Pegasus Poets and Foothills Writers Guild

I am from South Carolina’s breath-taking 

            waterfalls and rippling streams

From Oconee’s cloud covered mountains,

            cool and crisp.

I am from a family of bohemians,

             wanderers who paint life in colors

From shades of blue, green, yellow and red.

I am from musical instruments,

            a four-string fiddle and ukulele

From piano keys and guitars

            played by ear.

I am from the rhythm of the drums 

             words of a song

From the healing balm of music.

I’m from the strong and the brave, 

            secure in faith.

From patriots and rebels, 

            immigrants and natives.

I am from the stories behind  

            pictures hung on the wall

From the soldiers of the red, white and blue.

I am from the richness of the dirt 

            plowed by the farmer

From a seed planted, watered, 

            weeded and nurtured.

I am from two hands used for work 

            and gentle caresses

From cotton mill workers and entrepreneurs.

I am from the lessons in life

            taught through hardships and trials.

From sprinkled with laughter,

            smile through the tears.

I am from the lines of a lyrical poem,

            a shy actor on a stage

From rhyme and reason.

I am From 

by Diana Carnes Pegasus Poets and Foothills Writers Guild

I am a slender willow, pliant, bending in the wind

Not an oak whose thick coarse branches would first break before rescind.

I am a fragile lily who wants tucking in at night

But defend my hearth by day and give intruders cause for flight.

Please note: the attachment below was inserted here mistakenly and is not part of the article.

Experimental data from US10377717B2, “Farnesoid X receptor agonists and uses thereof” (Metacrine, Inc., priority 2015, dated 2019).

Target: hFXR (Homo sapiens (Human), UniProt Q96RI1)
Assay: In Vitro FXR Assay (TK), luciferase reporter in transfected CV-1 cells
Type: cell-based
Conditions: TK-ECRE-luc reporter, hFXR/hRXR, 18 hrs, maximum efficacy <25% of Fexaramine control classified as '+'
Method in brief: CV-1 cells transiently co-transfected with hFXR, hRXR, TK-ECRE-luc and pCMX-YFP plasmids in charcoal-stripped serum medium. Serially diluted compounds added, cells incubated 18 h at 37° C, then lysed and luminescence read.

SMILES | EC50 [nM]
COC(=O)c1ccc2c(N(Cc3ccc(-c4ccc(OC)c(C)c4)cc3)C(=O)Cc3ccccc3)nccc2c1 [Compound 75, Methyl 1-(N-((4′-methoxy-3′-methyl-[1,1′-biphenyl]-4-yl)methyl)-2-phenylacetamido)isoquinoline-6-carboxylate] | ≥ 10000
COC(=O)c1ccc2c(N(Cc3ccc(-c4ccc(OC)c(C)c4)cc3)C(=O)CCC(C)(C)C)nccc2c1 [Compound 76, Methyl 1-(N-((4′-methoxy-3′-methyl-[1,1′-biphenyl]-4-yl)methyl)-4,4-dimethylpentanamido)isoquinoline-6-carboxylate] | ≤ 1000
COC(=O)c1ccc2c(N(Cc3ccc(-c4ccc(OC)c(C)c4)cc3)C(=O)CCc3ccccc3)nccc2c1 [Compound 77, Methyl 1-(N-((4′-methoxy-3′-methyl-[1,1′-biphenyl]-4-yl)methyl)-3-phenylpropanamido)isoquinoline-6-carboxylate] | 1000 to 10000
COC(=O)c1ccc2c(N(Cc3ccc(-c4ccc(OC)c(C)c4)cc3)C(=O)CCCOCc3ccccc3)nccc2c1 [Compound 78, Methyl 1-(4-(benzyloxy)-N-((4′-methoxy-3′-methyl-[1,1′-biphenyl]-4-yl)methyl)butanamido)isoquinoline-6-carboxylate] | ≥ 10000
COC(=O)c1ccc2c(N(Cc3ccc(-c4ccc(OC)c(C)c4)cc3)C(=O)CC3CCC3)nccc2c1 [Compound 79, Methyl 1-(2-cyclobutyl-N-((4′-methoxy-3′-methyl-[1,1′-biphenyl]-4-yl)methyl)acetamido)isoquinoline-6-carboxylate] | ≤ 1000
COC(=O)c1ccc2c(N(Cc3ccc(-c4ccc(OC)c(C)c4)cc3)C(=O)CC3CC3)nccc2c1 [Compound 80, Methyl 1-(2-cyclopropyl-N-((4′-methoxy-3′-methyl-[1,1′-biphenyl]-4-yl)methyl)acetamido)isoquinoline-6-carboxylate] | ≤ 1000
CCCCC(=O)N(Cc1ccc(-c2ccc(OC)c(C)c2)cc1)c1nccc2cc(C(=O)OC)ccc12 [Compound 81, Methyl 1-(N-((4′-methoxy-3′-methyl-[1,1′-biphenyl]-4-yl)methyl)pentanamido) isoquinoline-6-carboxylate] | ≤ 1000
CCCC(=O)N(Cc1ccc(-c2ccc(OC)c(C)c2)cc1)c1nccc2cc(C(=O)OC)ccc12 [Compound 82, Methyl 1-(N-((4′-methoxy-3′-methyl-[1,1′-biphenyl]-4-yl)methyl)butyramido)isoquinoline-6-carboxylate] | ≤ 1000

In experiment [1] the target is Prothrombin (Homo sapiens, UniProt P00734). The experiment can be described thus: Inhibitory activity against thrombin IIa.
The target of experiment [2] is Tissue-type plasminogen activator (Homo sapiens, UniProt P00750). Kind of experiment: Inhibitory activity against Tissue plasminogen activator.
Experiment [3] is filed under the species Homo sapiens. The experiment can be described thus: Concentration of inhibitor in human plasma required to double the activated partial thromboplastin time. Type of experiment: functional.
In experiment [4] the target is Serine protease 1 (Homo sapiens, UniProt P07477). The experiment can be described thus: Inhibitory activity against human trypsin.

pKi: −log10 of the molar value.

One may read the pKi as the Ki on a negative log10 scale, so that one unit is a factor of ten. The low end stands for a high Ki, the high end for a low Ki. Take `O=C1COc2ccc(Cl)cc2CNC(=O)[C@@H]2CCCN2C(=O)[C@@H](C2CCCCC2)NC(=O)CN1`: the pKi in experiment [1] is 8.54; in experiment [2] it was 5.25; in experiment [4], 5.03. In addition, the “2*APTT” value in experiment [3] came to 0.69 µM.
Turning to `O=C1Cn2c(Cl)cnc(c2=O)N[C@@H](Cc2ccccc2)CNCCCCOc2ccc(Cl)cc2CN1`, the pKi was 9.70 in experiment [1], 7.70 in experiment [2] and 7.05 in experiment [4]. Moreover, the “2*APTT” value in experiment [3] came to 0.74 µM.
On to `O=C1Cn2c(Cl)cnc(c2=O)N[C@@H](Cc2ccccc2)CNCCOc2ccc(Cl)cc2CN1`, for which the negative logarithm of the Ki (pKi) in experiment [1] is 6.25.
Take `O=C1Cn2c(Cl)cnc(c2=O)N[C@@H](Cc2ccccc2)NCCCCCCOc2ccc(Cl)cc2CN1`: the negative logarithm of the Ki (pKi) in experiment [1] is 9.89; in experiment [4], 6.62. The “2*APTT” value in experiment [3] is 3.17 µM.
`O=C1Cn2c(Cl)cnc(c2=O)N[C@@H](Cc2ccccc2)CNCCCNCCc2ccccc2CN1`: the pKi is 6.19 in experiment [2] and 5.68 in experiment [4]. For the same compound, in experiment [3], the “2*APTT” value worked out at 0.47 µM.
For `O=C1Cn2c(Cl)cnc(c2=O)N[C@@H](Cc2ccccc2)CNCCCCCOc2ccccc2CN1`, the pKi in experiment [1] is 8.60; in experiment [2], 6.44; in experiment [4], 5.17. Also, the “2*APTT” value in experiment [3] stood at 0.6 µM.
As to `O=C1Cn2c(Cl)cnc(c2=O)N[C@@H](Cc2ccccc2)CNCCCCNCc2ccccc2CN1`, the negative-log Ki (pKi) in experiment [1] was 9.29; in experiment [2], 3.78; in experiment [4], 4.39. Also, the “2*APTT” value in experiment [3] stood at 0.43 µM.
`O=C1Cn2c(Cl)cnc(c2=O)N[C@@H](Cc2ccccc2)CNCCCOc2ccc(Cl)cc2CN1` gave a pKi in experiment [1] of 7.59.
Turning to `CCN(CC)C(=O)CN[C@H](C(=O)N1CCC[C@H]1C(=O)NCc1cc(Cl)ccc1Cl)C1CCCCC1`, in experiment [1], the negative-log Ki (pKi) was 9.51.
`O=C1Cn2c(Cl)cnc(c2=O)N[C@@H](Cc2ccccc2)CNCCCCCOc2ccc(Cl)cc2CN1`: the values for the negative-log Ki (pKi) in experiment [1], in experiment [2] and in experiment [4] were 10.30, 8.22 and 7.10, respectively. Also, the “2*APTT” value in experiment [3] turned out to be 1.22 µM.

My blade is used to slice the haunch or carve my babe a rattle

But do not underestimate its value in a battle.

I hunger with a quest for knowledge – base and elevated –

But no matter how much time I read, my need’s unsatiated.

My bond for daughters, sisters, mothers – is deep and goes unspoken

But with men somehow strange passions flare and nature’s almost…broken.

I am daughter of the daughters of the Amazons of yore

Who first conquered, then enthralled the chosen men whose get they bore.

I am silly when I’m happy and I brood when I am not

But the tie I feel for family just can never be unwrought.

I am From

by Jay Wright: Foothills Writers Guild

I’m from the foothills of Appalachia in northwest Georgia 

   where we feasted on neck-wrung chicken dinners 

   on Sundays after church at Grandma’s. Where we 

   were joined by Preacher Robinson, his family, and 

   other deep-water Baptists. Where Grandma held

   in-home prayer meetings with neighbors on 

   Wednesdays. Where neighbors shared bounty from 

   their red dirt gardens. Where snuff-dipping, gossipy 

   neighborhood women gathered around old wooden

   quilt frames every winter to lovingly create warm,

   beautiful quilts from flour sacks and scraps of clothes